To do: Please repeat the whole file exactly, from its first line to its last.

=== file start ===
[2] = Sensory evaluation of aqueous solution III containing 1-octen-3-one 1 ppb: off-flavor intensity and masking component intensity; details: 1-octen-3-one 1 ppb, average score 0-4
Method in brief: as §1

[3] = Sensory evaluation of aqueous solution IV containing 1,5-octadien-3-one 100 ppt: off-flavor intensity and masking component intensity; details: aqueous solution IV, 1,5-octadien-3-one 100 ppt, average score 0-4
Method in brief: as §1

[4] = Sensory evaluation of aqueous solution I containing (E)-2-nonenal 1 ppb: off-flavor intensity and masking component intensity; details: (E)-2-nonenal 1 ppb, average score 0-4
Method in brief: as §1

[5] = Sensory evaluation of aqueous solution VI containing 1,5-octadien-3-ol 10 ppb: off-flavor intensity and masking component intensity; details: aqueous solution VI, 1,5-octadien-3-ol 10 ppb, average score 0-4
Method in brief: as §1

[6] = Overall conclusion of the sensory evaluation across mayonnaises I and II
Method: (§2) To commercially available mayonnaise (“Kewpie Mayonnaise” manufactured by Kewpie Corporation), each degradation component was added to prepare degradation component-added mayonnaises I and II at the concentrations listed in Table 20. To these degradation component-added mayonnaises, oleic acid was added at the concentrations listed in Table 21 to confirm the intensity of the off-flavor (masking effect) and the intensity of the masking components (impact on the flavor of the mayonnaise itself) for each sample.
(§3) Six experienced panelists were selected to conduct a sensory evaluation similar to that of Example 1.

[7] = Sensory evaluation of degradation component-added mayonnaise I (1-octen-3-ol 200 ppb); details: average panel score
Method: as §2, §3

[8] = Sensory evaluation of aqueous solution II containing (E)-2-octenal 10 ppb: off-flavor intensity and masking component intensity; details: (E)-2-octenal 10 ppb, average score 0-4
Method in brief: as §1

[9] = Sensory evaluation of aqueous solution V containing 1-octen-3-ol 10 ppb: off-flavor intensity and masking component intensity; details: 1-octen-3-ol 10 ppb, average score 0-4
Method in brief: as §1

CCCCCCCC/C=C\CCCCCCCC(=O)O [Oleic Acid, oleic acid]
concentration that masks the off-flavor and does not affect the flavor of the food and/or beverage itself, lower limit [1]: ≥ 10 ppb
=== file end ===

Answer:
[2] = Sensory evaluation of aqueous solution III containing 1-octen-3-one 1 ppb: off-flavor intensity and masking component intensity; details: 1-octen-3-one 1 ppb, average score 0-4
Method in brief: as §1

[3] = Sensory evaluation of aqueous solution IV containing 1,5-octadien-3-one 100 ppt: off-flavor intensity and masking component intensity; details: aqueous solution IV, 1,5-octadien-3-one 100 ppt, average score 0-4
Method in brief: as §1

[4] = Sensory evaluation of aqueous solution I containing (E)-2-nonenal 1 ppb: off-flavor intensity and masking component intensity; details: (E)-2-nonenal 1 ppb, average score 0-4
Method in brief: as §1

[5] = Sensory evaluation of aqueous solution VI containing 1,5-octadien-3-ol 10 ppb: off-flavor intensity and masking component intensity; details: aqueous solution VI, 1,5-octadien-3-ol 10 ppb, average score 0-4
Method in brief: as §1

[6] = Overall conclusion of the sensory evaluation across mayonnaises I and II
Method: (§2) To commercially available mayonnaise (“Kewpie Mayonnaise” manufactured by Kewpie Corporation), each degradation component was added to prepare degradation component-added mayonnaises I and II at the concentrations listed in Table 20. To these degradation component-added mayonnaises, oleic acid was added at the concentrations listed in Table 21 to confirm the intensity of the off-flavor (masking effect) and the intensity of the masking components (impact on the flavor of the mayonnaise itself) for each sample.
(§3) Six experienced panelists were selected to conduct a sensory evaluation similar to that of Example 1.

[7] = Sensory evaluation of degradation component-added mayonnaise I (1-octen-3-ol 200 ppb); details: average panel score
Method: as §2, §3

[8] = Sensory evaluation of aqueous solution II containing (E)-2-octenal 10 ppb: off-flavor intensity and masking component intensity; details: (E)-2-octenal 10 ppb, average score 0-4
Method in brief: as §1

[9] = Sensory evaluation of aqueous solution V containing 1-octen-3-ol 10 ppb: off-flavor intensity and masking component intensity; details: 1-octen-3-ol 10 ppb, average score 0-4
Method in brief: as §1

CCCCCCCC/C=C\CCCCCCCC(=O)O [Oleic Acid, oleic acid]
concentration that masks the off-flavor and does not affect the flavor of the food and/or beverage itself, lower limit [1]: ≥ 10 ppb